Every safety-obsessed automaker wants to be able to detect when a driver is too tired to drive. According to the British Royal Society for the Prevention of Accidents, drowsy driving causes nearly 20 percent of all accidents.
Mercedes and Volvo vehicles, when equipped, can monitor whether the vehicle stays within the lane by using cameras to read road lines. When a vehicle travels outside the lines a given number of times without the driver using the indicator, the vehicle will suggest the driver pull over, rest, and have a cup of coffee.
Now, however, there’s a better way. The creative minds at Plessey, a semiconductor company, have created a way to measure electrocardiograms (ECG) with its EPIC semiconductor technology. Six sensors built into the seatback monitor Heart Rate Variability (HRV) and heartbeat stability, which is a keen indicator of whether a person is falling asleep.
Before this technological breakthrough, it was only possible to monitor EGC with sensors attached with gel to a person’s bare chest. The sensors are deliberately mounted low in the seatback and underneath the seat covering material to avoid movement noise.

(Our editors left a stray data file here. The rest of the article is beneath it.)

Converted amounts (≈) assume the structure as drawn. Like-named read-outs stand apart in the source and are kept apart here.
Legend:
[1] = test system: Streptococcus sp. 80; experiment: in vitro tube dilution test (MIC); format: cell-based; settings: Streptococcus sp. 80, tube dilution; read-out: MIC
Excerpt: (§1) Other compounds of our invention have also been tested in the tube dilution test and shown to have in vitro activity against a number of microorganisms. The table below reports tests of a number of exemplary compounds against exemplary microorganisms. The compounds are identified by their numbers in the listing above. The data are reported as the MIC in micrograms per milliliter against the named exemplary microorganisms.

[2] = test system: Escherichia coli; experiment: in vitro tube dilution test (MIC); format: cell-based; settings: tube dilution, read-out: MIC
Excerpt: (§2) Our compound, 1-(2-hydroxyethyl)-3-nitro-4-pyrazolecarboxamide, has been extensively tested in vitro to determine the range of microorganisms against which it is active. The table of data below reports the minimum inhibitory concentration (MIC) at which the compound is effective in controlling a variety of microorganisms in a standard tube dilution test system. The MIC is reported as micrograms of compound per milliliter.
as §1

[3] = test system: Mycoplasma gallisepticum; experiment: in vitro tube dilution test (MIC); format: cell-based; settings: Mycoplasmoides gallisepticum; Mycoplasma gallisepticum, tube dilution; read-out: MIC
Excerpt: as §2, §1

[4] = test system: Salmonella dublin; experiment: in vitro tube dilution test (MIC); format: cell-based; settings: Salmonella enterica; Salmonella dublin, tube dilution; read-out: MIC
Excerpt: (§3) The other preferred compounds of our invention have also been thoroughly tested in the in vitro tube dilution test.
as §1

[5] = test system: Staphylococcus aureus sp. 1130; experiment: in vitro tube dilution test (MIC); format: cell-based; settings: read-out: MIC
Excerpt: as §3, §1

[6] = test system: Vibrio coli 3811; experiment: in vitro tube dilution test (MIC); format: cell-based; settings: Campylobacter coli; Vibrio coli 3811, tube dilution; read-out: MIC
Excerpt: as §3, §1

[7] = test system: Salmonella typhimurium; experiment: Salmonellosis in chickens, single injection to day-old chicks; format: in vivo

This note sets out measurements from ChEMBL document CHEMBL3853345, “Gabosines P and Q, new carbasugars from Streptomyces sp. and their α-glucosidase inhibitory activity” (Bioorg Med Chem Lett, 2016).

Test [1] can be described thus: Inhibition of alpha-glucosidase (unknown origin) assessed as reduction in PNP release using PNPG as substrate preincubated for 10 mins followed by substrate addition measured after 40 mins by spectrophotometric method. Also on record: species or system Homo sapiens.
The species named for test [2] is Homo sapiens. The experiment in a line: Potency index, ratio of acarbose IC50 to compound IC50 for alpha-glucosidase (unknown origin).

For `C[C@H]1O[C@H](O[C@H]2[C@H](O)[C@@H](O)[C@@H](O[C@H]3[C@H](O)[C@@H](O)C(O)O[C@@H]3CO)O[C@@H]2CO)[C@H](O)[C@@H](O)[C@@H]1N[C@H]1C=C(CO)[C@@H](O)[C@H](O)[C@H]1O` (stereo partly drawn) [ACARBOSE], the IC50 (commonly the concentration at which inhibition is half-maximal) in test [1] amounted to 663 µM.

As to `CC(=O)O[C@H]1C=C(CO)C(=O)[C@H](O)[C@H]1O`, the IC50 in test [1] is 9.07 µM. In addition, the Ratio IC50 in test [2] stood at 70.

Plessey is currently offering evaluation kits to auto manufacturers and in-car vehicle technology suppliers. The kit includes “an interface box with a USB output to the display and recording software.”
There’s little doubt that if the technology can be cheaply applied to future vehicles, automakers will jump at the chance to offer these in-seat ECG monitors. After all, Volvo has aimed to achieve no injuries or fatalities in a Volvo car by 2020, and this kind of technological leap could help Volvo achieve its goals.